Despite this minor critique, Calhoun’s a clearly talented musician.   Paper Stars is a fine release from a singer-songwriter about whom it can be said, the best is yet to come.

Well recommended.

Joseph Arellano

A review copy was provided by a publicist.

This review first appeared on the Blogcritics site:

http://blogcritics.org/music-review-ryan-calhoun-paper-stars-ep/

 

 

 

 

 

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Talking Book Revisited

Talking Book, a review of the cover album by Macy Gray (429 Records, $15.99)

It has often been said (and frequently on the TV show American Idol) that Stevie Wonder’s songs seem deceptively simple, yet they are actually complex and difficult to sing.   Thus, it may seem odd that Macy Gary, with her raspy voice and somewhat narrow range, has elected to not only cover a Stevie Wonder song, but an entire album of Stevie Wonder.   Talking Book – the first of her albums that I’ve listened to – is a re-working of Wonder’s classic 1972 release, and Gray covers all 10 of the original tracks in order.

Surprising though it may be, the results show that Gray’s judgment is just fine and she generally adds some energy and unique flavors to Wonder’s sometimes understated original versions.   (In college, I often listened to Talking Book and felt it was filled with great songs.   But his recordings seemed like preliminary, unfinished versions.)

“You Are the Sunshine of My Life” now comes off as nice and breezy and jazzy, with a few Brasil ’66 touches.   It would be the perfect song for a Sunday drive in a top-down convertible in southern California.

With “You and I (We Can Conquer the World),” Gray adds a sense of joy and hopefulness to the romantic tome.   “Blame It on the Sun,” one of Wonder’s almost-lost classics, is now brought back to life.   The sorrow for a love, once here, now gone, lies just on the edge of Macy’s voice.   “Tuesday Heartbreak” sounds like a track from a romantic movie soundtrack (hint, hint).   And the essential song, “Superstition,” is now spooky and moody, but awfully nice.   Gray presents the listener with a seemingly daydreamed version of Stevie Wonder’s simply great original.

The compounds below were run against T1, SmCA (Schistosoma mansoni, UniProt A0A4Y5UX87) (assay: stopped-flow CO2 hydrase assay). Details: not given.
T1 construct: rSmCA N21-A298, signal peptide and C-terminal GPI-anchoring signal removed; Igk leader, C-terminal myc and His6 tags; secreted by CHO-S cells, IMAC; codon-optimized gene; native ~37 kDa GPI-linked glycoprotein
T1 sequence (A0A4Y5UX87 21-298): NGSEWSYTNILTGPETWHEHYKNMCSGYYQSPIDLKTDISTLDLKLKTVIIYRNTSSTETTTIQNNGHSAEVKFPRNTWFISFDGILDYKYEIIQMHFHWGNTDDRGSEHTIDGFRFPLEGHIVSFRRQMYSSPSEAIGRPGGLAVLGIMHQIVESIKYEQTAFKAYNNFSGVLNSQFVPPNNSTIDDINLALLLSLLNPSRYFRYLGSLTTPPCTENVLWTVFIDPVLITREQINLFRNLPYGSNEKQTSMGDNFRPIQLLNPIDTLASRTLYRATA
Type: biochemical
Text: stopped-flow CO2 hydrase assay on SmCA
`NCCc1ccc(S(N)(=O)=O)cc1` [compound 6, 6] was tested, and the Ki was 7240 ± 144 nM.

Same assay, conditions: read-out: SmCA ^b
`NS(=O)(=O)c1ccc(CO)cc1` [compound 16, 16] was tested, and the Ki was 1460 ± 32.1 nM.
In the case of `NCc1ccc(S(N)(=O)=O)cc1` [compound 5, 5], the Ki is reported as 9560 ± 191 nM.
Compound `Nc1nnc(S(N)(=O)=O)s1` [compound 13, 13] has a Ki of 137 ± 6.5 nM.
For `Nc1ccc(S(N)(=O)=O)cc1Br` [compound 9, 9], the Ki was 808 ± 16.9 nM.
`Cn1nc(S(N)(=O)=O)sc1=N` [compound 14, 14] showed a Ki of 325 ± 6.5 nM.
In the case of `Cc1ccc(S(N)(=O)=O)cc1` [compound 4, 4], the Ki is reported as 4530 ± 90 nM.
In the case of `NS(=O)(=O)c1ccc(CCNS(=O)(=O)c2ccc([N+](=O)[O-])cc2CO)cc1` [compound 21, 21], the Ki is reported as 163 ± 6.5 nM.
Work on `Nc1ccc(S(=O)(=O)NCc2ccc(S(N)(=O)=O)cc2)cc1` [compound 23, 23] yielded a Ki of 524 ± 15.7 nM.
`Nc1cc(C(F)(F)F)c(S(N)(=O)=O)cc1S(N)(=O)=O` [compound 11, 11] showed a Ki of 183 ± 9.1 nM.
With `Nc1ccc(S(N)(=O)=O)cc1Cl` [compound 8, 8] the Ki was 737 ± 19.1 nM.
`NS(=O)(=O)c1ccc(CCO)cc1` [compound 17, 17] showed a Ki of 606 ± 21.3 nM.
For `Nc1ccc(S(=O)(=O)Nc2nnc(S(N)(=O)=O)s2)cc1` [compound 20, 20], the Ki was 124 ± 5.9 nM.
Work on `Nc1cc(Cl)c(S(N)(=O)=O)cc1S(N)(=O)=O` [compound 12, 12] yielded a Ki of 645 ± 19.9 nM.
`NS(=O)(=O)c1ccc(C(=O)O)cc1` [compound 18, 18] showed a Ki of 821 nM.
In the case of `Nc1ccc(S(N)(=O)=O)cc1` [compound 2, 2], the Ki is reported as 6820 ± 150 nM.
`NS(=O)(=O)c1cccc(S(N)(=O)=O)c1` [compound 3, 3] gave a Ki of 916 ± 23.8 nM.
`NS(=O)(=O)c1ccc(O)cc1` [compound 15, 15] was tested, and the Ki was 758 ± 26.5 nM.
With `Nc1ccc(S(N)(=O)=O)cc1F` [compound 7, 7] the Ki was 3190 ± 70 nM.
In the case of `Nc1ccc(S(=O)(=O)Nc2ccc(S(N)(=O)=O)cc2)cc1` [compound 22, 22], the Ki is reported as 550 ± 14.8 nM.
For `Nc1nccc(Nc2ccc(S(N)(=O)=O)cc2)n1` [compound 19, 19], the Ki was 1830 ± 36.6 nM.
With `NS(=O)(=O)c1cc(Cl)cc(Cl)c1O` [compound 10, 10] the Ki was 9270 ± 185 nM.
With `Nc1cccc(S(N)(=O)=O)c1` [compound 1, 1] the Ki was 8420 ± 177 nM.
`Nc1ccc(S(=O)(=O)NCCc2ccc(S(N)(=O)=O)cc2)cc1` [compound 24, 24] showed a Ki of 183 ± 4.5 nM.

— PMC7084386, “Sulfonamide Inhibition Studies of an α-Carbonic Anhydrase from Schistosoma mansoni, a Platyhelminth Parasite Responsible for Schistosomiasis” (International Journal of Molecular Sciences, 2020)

“Big Brother” is more upbeat than the original recording.   In a word, it’s sweet.   Three of the songs, “Maybe Your Baby,” “You’ve Got It Bad Girl,” and “Lookin’ for Another Love,” are perhaps too true, too close to the original versions, but with Stevie that’s not such a bad thing.   And Talking Book closes on the bright spot “I Believe (When I Fall in Love It Will Be Forever).”   Here Wonder’s romantic anthem is presented in an arrangement that makes it sound as if two songs were merged into a medley.   A sense of joyfulness returns with traces of Johnny Nash-style sound (“I Can See Clearly Now”) heard in the background.

As a concept, attempting to recreate (and perhaps improve upon) one of Wonder’s better albums seemed far from promising.   It was, after all, forty years ago that the vinyl album arrived in record stores.   But Macy Gray holds her own and, strangely enough, her world-weary voice presents just the opposite message – that she loves life and the music of Stevie Wonder.

I have the feeling that Stevie Wonder will be quite pleased with this audio valentine; something that may also be true for a number of music purchasers.

Highly recommended.

Joseph Arellano

Stevie Wonder’s album Talking Book was released on October 28, 1972.   Macy Gray’s cover version was released on October 30, 2012.   A review copy was provided by a publicist.

This review originally appeared on the Blogcritics Music site:  http://blogcritics.org/music/article/music-review-macy-gray-talking-book/ .

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Coming Up Next…

A music review!   We take a look at Macy Gray’s album Talking Book, a complete cover of Stevie Wonder’s wonderful 1972 release.